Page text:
Painter, author, illustrator, adventurer, social activist, ROCKWELL KENT (1882-1971) was one of America’s most influential and important artists reaching his greatest popularity during the 1930’s and 1940’s. His creative versatility was legendary. Best known as the definitive illustrator of such literary classics as Moby Dick, Candide and The Canterbury Tales, Rockwell Kent’s iconic images became permanent fixtures of the human imagination. An incurable wanderer, he traveled to extreme cold, harsh environments such as Alaska, Tierra del Fuego and Greenland to paint and record his mythical visions. Making three lengthy trips in the early 1930’s to an island off the northwest coast of Greenland, he painted some of his most profound and striking images, and produced three well-received books about his experiences during these arduous trips.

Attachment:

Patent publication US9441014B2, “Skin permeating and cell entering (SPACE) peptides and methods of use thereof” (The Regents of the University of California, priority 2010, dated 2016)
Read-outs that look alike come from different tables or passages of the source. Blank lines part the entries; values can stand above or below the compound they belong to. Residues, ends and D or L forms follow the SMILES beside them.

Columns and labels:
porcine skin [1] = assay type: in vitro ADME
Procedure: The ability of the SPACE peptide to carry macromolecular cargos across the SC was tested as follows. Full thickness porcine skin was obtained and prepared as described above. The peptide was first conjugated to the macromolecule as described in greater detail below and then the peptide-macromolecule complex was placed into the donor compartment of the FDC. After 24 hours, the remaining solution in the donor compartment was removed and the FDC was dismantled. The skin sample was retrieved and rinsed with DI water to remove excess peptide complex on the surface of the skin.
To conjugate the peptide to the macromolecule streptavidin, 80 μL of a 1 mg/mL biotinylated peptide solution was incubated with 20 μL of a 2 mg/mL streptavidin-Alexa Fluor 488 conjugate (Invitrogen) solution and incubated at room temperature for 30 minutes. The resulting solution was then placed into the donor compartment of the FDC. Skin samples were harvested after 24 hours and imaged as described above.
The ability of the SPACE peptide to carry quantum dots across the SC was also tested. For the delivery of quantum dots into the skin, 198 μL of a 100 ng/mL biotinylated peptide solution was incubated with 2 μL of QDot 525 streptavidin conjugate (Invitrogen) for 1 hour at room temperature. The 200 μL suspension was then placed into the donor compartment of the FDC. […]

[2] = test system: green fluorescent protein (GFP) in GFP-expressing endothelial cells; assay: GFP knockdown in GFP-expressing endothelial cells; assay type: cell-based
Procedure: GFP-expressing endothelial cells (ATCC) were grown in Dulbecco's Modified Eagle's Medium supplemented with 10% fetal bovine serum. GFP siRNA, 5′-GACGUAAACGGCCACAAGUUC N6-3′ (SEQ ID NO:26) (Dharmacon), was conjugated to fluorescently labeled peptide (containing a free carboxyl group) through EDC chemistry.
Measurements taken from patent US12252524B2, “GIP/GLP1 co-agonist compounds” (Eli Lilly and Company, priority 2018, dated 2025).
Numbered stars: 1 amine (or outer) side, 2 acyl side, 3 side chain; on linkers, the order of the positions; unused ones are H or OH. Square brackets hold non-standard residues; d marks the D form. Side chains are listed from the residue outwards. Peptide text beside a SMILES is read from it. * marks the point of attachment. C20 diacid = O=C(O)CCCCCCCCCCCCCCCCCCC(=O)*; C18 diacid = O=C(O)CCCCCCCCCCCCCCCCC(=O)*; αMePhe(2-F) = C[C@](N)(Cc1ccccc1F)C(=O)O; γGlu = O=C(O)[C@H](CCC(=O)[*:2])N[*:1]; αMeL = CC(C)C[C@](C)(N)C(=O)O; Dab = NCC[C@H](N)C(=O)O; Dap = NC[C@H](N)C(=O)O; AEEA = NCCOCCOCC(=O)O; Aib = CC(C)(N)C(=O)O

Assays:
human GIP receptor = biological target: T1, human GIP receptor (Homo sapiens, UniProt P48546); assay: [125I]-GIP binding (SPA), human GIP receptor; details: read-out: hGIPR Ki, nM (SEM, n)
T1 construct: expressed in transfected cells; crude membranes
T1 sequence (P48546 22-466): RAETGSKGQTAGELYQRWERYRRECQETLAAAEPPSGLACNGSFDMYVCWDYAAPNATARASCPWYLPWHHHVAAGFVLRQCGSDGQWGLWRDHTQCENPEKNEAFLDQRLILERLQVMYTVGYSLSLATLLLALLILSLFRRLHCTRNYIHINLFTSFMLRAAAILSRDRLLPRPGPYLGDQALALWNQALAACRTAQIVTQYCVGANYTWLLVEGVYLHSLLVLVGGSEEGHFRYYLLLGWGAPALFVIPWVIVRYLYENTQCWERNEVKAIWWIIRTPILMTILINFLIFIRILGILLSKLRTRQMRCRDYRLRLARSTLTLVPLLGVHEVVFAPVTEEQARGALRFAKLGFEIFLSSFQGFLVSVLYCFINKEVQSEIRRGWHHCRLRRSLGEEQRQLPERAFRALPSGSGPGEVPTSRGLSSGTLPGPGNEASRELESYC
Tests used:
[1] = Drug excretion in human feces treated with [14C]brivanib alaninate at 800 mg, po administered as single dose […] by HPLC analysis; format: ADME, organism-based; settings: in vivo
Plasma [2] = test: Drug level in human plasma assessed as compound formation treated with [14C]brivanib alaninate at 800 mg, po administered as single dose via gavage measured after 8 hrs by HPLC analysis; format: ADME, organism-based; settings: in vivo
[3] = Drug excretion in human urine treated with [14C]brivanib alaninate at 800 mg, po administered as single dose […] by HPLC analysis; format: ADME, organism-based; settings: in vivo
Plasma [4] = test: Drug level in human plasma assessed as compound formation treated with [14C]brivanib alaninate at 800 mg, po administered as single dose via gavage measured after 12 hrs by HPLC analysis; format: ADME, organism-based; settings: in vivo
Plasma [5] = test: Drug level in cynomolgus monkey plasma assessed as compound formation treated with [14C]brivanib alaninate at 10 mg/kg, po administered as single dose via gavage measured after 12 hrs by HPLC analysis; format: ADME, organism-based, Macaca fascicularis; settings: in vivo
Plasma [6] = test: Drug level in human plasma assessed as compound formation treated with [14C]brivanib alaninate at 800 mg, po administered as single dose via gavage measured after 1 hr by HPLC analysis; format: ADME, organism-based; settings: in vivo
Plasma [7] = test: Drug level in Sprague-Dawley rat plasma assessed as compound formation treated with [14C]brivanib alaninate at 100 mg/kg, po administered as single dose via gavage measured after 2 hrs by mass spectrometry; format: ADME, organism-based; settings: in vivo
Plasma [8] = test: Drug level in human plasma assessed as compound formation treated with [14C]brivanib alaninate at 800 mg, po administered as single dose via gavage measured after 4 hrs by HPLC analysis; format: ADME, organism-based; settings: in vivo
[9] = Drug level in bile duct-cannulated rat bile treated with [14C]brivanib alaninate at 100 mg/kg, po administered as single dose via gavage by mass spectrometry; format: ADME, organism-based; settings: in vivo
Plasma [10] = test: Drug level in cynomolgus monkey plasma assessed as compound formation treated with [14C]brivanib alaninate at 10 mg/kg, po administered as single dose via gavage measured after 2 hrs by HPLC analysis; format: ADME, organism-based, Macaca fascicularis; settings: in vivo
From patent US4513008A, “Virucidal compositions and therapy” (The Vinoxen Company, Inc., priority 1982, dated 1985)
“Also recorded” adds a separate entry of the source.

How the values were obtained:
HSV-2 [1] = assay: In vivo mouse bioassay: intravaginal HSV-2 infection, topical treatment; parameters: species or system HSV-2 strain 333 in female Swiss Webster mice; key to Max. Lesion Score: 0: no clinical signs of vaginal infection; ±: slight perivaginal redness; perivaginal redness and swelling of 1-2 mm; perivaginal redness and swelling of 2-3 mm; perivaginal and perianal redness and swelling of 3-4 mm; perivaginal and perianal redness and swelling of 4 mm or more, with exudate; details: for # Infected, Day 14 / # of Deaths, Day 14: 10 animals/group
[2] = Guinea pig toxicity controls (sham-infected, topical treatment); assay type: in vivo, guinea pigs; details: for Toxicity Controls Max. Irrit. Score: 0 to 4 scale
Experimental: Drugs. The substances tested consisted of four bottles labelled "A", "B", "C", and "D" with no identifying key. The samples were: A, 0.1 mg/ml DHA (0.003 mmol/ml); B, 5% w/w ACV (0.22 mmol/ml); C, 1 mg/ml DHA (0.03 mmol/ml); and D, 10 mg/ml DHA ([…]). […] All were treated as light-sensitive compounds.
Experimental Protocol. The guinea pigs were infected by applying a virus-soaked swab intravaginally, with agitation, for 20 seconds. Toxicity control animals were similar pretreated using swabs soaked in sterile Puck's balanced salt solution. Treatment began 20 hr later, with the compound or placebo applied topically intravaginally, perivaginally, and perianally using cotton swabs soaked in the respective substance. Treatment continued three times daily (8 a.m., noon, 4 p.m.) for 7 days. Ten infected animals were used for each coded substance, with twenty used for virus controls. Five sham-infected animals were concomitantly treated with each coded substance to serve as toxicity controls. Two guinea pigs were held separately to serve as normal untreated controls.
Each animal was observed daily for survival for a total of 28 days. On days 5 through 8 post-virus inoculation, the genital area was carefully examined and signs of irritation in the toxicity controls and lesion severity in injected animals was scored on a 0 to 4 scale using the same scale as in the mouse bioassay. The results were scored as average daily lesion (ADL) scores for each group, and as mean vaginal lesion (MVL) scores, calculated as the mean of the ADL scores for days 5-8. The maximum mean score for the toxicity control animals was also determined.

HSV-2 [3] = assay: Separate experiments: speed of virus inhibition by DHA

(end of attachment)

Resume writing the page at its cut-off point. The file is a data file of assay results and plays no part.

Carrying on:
Accompanying a camera crew filming his biography for public television, Robert H. Jackson, lawyer, Distinguished Visiting Scholar at the Kelvin Smith Library at Case Western Reserve University, adventurer, writer, lecturer, and collector, traveled to this remote, harsh area in August, 2003, in an attempt to understand Kent’s need requiring this atmosphere to thrive to create. A decade earlier, Jackson also traveled to the tip of Argentina (Tierra del Fuego) to experience and record his perspective and for his own interior quest.